• by failedlogic ( 627314 ) on Wednesday April 26, 2006 @07:57PM (#15208826)
    Here's a video interview with him on CNET: http://feeds.bignewsnetwork.com/redir.php?jid=2185 46b58b244f4f&cat=52079c37c3706e15 [bignewsnetwork.com]

    Basically, his rationale is that because companies don't permit engineers to check patent portfolios and many companies don't actively check patents against their own products a lot of companies are in trouble.

    Personally, though I'm not quite convinced. I believe it is a way to squeeze out the small players in the market. There's something about this guy that after seeing the video demonstrates one thing: not trustworthy. His body language and voice show through right away.

    I wonder how much it costs to join the "club" and I wonder what kind of contract you have to sign to get in.
  • by Prototerm ( 762512 ) on Wednesday April 26, 2006 @08:43PM (#15209064)
    Back in the late 80's, I was contacted by the lawyers for Commodore Computer. They were looking for potential witnesses in a lawsuit someone had brought against the company. It seems someone had patented the XOR instruction as it was applied to on screen graphics, and claimed that an enhanced BASIC program for the C-64 violated that patent. At the time, I was a C-64 software developer with some friends in West Chester (C='s HQ).I was never called, more's the pity since it would have involved a trip to San Francisco, all expenses paid. I think the lawsuit was dropped eventually, but still, that sort of thing really sucks. The lawyer told me that Apple had already settled with the guy to avoid their own lawsuit.
  • by j_dot_bomb ( 560211 ) on Wednesday April 26, 2006 @08:58PM (#15209121)
    If you are technically smart and invent something but you try to create a patent your self for low cost you are likely to be screwed by lack of knowledge of legal drafting. So you have high upfront cost to pay for that language or figure it out yourself.

    If you are an IP lawyer with not much technical skill, its ok if your idea isnt really new. It does not cost you much to submit more than one application, and the wording on some makes it new. But that is determined later. You have low upfront cost.
  • by swillden ( 191260 ) <shawn-ds@willden.org> on Wednesday April 26, 2006 @09:55PM (#15209389) Homepage Journal

    Making money off patents casts you as a pariah in the business community.

    Is IBM a pariah? IBM makes more than $1B per year from patent licensing.

  • Paper or plastic? (Score:3, Interesting)

    by patio11 ( 857072 ) on Thursday April 27, 2006 @12:55AM (#15210115)
    For paying the patent application fee, that is. Assuming you qualify as a small entity (guessing thats pretty easy if you're an open source project with genuinely independent developers, as opposed to the typical major open source project with most of the heavy lifting being done by folks who are paid by IBM et al to do it), thats $75 for each DDOS patent that you file [uspto.gov]. I think you'll break your bank account before you break the "server"'s capacity.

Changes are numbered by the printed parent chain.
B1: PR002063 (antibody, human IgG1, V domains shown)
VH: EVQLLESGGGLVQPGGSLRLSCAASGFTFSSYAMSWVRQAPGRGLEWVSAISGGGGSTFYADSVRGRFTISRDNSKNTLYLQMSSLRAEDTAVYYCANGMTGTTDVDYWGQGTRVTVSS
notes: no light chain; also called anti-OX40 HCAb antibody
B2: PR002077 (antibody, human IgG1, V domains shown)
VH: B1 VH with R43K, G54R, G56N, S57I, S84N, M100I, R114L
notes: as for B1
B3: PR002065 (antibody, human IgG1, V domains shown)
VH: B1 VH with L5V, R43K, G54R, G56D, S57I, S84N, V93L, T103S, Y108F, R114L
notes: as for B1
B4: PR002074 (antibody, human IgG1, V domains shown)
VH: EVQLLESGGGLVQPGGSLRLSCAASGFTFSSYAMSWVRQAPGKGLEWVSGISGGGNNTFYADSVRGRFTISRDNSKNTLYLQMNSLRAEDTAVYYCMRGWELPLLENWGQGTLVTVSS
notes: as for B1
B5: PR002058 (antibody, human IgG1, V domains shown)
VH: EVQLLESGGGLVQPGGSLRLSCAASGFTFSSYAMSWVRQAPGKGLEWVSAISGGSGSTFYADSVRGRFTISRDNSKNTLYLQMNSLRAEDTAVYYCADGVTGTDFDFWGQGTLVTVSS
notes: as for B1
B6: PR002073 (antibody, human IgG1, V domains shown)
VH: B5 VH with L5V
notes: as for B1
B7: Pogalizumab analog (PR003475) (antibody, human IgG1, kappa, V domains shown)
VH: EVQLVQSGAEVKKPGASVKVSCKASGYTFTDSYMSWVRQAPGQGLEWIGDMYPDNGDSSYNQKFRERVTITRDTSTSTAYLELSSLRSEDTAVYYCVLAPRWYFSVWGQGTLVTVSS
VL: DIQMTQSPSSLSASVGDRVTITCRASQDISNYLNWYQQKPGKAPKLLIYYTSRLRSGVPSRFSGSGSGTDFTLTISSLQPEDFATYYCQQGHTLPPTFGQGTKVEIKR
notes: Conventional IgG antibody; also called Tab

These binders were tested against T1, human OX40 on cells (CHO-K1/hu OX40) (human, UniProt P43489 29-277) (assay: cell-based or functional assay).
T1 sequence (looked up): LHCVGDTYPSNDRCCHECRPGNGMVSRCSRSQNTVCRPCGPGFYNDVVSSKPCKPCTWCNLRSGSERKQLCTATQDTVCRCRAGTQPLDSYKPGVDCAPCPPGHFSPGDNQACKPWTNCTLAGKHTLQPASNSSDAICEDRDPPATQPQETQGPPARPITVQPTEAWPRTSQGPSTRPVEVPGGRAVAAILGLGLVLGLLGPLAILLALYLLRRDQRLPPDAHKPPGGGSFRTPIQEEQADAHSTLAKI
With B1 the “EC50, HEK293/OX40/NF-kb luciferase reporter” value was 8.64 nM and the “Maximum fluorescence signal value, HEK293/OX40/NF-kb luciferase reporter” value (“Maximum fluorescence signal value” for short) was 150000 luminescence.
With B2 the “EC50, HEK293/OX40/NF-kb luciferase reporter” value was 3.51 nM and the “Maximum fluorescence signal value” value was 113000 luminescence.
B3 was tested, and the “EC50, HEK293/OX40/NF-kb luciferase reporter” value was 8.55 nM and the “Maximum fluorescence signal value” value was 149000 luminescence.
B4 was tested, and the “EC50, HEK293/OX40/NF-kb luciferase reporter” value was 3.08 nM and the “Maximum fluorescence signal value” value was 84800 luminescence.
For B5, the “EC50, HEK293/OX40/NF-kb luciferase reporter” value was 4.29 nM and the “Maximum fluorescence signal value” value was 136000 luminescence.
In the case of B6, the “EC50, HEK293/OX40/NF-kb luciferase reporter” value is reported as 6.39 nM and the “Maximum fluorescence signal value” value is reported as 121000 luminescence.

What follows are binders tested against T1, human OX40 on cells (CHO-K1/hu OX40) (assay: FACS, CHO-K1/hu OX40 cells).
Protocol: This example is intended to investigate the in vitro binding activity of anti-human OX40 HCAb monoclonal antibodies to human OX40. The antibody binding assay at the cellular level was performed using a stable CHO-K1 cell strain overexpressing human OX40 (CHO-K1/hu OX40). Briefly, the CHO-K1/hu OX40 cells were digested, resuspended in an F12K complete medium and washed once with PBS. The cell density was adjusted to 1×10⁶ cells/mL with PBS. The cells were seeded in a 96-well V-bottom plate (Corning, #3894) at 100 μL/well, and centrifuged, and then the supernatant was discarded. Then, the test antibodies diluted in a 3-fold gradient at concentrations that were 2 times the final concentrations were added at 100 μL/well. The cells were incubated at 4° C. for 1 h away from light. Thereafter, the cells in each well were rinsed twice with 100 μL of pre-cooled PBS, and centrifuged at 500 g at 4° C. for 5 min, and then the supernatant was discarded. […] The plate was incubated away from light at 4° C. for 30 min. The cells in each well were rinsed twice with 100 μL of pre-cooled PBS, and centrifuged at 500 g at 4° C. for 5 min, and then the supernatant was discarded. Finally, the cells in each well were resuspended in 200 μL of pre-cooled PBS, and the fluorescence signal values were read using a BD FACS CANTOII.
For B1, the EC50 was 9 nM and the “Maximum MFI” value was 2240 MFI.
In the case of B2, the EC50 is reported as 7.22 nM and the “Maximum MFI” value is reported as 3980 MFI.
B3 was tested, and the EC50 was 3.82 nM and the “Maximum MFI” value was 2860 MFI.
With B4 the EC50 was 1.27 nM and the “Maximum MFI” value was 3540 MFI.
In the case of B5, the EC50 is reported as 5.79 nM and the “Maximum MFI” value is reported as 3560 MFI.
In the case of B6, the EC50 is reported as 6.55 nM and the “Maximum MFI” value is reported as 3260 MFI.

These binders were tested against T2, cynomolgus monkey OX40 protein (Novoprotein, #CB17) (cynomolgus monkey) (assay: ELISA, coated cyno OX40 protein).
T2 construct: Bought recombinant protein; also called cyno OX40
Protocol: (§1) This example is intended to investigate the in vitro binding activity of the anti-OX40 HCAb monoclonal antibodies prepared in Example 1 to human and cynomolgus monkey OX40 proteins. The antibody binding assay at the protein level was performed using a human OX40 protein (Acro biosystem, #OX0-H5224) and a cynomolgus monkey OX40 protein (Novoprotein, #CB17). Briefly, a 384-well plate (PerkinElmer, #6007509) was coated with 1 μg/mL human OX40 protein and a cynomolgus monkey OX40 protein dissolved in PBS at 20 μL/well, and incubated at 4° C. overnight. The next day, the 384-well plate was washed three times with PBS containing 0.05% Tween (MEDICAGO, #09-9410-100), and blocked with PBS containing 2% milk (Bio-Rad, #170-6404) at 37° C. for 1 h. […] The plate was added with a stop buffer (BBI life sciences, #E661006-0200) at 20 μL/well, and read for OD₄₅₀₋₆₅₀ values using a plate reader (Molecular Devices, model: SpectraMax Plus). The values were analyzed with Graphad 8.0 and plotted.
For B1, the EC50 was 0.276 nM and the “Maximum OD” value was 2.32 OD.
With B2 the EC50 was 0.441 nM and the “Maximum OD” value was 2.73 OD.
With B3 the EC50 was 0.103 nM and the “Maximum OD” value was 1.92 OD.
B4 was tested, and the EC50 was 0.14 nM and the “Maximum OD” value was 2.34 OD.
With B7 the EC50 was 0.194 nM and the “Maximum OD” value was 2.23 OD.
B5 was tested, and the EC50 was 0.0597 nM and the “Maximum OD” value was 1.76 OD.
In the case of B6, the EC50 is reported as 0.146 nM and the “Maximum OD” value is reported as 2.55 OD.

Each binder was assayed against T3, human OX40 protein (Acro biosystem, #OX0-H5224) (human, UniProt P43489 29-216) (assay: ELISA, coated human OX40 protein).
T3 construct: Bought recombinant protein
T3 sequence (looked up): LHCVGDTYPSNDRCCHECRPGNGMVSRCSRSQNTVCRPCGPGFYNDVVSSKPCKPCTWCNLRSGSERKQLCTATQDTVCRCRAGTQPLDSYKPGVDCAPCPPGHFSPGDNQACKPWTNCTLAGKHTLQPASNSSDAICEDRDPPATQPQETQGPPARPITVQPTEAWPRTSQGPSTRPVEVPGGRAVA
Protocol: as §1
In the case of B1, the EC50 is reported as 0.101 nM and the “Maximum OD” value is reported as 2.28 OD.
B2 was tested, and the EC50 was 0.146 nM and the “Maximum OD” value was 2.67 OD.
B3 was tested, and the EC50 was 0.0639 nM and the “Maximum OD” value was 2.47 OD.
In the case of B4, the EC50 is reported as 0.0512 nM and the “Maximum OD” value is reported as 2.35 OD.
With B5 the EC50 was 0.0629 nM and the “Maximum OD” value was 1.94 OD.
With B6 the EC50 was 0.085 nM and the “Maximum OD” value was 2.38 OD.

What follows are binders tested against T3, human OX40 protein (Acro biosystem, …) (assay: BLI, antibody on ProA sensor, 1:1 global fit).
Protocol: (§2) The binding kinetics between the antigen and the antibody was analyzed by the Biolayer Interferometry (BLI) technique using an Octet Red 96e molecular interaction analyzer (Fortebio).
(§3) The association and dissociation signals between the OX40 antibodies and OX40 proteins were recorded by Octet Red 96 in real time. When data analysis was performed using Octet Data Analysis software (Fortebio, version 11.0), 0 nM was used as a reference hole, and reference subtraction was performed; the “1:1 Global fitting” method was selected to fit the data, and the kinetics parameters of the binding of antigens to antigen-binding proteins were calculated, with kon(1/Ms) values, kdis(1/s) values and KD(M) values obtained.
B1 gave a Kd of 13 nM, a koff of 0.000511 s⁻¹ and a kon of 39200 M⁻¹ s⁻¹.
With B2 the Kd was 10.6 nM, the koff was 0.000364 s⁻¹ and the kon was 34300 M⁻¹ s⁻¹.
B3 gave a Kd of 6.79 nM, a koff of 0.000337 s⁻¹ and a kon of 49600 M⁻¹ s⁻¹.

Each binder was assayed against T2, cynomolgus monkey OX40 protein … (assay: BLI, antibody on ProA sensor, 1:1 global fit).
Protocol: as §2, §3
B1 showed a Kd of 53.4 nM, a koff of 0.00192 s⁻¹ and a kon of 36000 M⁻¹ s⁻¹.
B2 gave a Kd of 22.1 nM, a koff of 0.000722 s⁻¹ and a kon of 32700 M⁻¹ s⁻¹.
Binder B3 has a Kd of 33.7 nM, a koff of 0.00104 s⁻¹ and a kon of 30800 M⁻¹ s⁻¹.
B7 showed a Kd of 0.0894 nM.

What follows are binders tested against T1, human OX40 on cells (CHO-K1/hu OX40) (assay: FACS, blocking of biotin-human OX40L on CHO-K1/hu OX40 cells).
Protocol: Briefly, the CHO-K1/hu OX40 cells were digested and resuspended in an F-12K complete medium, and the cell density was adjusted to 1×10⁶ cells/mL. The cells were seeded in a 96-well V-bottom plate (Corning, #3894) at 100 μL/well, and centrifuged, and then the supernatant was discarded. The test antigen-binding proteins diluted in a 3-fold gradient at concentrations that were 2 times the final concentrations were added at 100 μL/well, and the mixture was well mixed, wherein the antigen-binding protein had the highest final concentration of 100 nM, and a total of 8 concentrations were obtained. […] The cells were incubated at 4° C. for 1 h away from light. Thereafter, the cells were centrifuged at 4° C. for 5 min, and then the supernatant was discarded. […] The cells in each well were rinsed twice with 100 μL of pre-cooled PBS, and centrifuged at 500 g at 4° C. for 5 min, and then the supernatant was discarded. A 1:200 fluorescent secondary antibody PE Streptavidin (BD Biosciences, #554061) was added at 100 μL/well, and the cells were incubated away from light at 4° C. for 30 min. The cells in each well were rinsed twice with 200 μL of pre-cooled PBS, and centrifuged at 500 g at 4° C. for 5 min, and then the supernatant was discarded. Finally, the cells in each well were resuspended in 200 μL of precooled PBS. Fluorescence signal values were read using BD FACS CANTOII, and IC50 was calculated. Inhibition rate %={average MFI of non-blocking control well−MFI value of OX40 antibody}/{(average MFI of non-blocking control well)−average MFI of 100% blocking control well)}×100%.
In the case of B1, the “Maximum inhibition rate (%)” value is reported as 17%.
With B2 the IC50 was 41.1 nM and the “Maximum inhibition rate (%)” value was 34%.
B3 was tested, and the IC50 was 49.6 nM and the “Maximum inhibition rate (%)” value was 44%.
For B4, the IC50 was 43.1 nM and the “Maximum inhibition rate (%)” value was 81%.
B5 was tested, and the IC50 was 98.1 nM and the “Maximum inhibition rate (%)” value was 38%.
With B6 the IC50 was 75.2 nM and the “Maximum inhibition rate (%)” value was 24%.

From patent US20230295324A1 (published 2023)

Now, if you could figure out how to turn other people into robo-zombies who you could direct over IRC to pay the $75 for you, you might actually be able to work things out. Or you could do an algorithmic complexity attack: figure out how the patent office sends claims to examiners, target an examiner in particular, and pre-calculate your patents to just overwhelm him. Of course, thats not likely to be nearly as effective in real life, because the Patent Office (unlike most hash algorithm) can probably load-balance without appreciably affecting the speed of their systems (it helps that hash algorithms are assumed to be fast, and the Patent Office... ha, ha, ha).

  • by jrumney ( 197329 ) on Thursday April 27, 2006 @04:06AM (#15210603)
    If the US is not their principle market, then they will just pull out - sell their products everywhere except the US.

    To all the naysayers, this already happens. A company I worked for in the mid-90's decided to stay out of the US market and concentrate on China instead after receiving a threat of a patent lawsuit from one of our competitors. The idea was obvious, and we'd actually implemented it before the US based patent holder, but it wasn't worth fighting it.

  • implement-me (Score:1, Interesting)

    by Anonymous Coward on Thursday April 27, 2006 @07:06AM (#15210935)
    I would rather like to see a public database/wiki where I could easily and at no cost file ideas or inventions, thereby turning them officially into prior art.

    So if you think of something obvious, you just file it. I'm of course thinking sort of public domain here.

    Some practical problems:
    -A published idea would have to have enough details to establish prior-art. Yet simple, otherwise people won't bother to file.
    -Disclaimers needed to make clear that the idea might already be published, patented or even implemented. Normal people can't be expected to hunt for this.
    -A working filing system to be able to find ideas within categories.
    -The database would probably have to become a recognized source of prior-arts. http://en.wikipedia.org/wiki/Prior_art [wikipedia.org] links to one db, but that one costs money and felt quite stiffer than what I'm proposing)
    -Printed publication may be a requirement for prior art.
    -Editors probably needed in practice.
    -Should others be allowed or improve upon ideas?

To do two things at once is to do neither. -- Publilius Syrus